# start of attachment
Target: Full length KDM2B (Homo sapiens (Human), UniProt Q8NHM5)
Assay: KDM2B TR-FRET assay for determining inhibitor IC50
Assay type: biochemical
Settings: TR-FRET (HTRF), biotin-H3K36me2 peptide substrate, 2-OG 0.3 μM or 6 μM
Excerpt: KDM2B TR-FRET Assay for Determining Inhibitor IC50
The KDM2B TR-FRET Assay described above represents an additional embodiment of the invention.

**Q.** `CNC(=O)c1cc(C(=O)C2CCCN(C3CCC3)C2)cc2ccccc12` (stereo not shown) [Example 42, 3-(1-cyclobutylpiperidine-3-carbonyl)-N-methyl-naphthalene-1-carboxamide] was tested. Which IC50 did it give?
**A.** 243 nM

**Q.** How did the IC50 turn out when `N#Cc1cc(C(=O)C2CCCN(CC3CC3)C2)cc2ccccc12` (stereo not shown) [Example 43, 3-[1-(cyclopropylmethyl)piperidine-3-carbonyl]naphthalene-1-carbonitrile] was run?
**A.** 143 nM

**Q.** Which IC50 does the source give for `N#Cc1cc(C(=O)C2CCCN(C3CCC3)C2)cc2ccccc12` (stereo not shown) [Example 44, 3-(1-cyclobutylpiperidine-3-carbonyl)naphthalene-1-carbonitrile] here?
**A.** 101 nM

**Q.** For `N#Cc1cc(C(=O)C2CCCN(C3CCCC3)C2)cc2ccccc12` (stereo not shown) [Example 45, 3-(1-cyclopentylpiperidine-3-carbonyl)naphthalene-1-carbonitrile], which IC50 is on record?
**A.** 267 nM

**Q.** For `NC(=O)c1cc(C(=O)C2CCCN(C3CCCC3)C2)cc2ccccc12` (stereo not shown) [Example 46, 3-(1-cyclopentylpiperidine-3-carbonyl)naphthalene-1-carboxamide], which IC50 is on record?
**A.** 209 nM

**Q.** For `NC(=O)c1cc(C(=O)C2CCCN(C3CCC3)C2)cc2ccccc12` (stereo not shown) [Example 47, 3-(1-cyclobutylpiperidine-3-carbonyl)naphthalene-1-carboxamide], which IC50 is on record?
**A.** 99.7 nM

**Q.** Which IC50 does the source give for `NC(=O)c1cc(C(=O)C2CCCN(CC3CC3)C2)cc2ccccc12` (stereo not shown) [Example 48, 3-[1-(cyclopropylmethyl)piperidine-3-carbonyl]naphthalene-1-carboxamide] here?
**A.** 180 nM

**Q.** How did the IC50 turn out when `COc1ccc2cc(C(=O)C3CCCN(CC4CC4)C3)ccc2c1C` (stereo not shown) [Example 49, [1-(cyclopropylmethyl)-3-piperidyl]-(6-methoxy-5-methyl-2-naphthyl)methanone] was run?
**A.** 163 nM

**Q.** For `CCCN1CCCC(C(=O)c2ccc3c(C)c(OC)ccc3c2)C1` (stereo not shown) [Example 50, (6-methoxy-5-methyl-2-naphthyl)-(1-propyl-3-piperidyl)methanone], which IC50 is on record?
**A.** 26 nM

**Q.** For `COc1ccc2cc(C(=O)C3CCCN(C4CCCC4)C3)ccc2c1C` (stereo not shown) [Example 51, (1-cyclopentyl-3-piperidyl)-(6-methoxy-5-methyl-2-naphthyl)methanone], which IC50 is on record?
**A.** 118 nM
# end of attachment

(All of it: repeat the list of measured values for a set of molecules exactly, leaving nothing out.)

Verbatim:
Target: Full length KDM2B (Homo sapiens (Human), UniProt Q8NHM5)
Assay: KDM2B TR-FRET assay for determining inhibitor IC50
Assay type: biochemical
Settings: TR-FRET (HTRF), biotin-H3K36me2 peptide substrate, 2-OG 0.3 μM or 6 μM
Excerpt: KDM2B TR-FRET Assay for Determining Inhibitor IC50
The KDM2B TR-FRET Assay described above represents an additional embodiment of the invention.

**Q.** `CNC(=O)c1cc(C(=O)C2CCCN(C3CCC3)C2)cc2ccccc12` (stereo not shown) [Example 42, 3-(1-cyclobutylpiperidine-3-carbonyl)-N-methyl-naphthalene-1-carboxamide] was tested. Which IC50 did it give?
**A.** 243 nM

**Q.** How did the IC50 turn out when `N#Cc1cc(C(=O)C2CCCN(CC3CC3)C2)cc2ccccc12` (stereo not shown) [Example 43, 3-[1-(cyclopropylmethyl)piperidine-3-carbonyl]naphthalene-1-carbonitrile] was run?
**A.** 143 nM

**Q.** Which IC50 does the source give for `N#Cc1cc(C(=O)C2CCCN(C3CCC3)C2)cc2ccccc12` (stereo not shown) [Example 44, 3-(1-cyclobutylpiperidine-3-carbonyl)naphthalene-1-carbonitrile] here?
**A.** 101 nM

**Q.** For `N#Cc1cc(C(=O)C2CCCN(C3CCCC3)C2)cc2ccccc12` (stereo not shown) [Example 45, 3-(1-cyclopentylpiperidine-3-carbonyl)naphthalene-1-carbonitrile], which IC50 is on record?
**A.** 267 nM

**Q.** For `NC(=O)c1cc(C(=O)C2CCCN(C3CCCC3)C2)cc2ccccc12` (stereo not shown) [Example 46, 3-(1-cyclopentylpiperidine-3-carbonyl)naphthalene-1-carboxamide], which IC50 is on record?
**A.** 209 nM

**Q.** For `NC(=O)c1cc(C(=O)C2CCCN(C3CCC3)C2)cc2ccccc12` (stereo not shown) [Example 47, 3-(1-cyclobutylpiperidine-3-carbonyl)naphthalene-1-carboxamide], which IC50 is on record?
**A.** 99.7 nM

**Q.** Which IC50 does the source give for `NC(=O)c1cc(C(=O)C2CCCN(CC3CC3)C2)cc2ccccc12` (stereo not shown) [Example 48, 3-[1-(cyclopropylmethyl)piperidine-3-carbonyl]naphthalene-1-carboxamide] here?
**A.** 180 nM

**Q.** How did the IC50 turn out when `COc1ccc2cc(C(=O)C3CCCN(CC4CC4)C3)ccc2c1C` (stereo not shown) [Example 49, [1-(cyclopropylmethyl)-3-piperidyl]-(6-methoxy-5-methyl-2-naphthyl)methanone] was run?
**A.** 163 nM

**Q.** For `CCCN1CCCC(C(=O)c2ccc3c(C)c(OC)ccc3c2)C1` (stereo not shown) [Example 50, (6-methoxy-5-methyl-2-naphthyl)-(1-propyl-3-piperidyl)methanone], which IC50 is on record?
**A.** 26 nM

**Q.** For `COc1ccc2cc(C(=O)C3CCCN(C4CCCC4)C3)ccc2c1C` (stereo not shown) [Example 51, (1-cyclopentyl-3-piperidyl)-(6-methoxy-5-methyl-2-naphthyl)methanone], which IC50 is on record?
**A.** 118 nM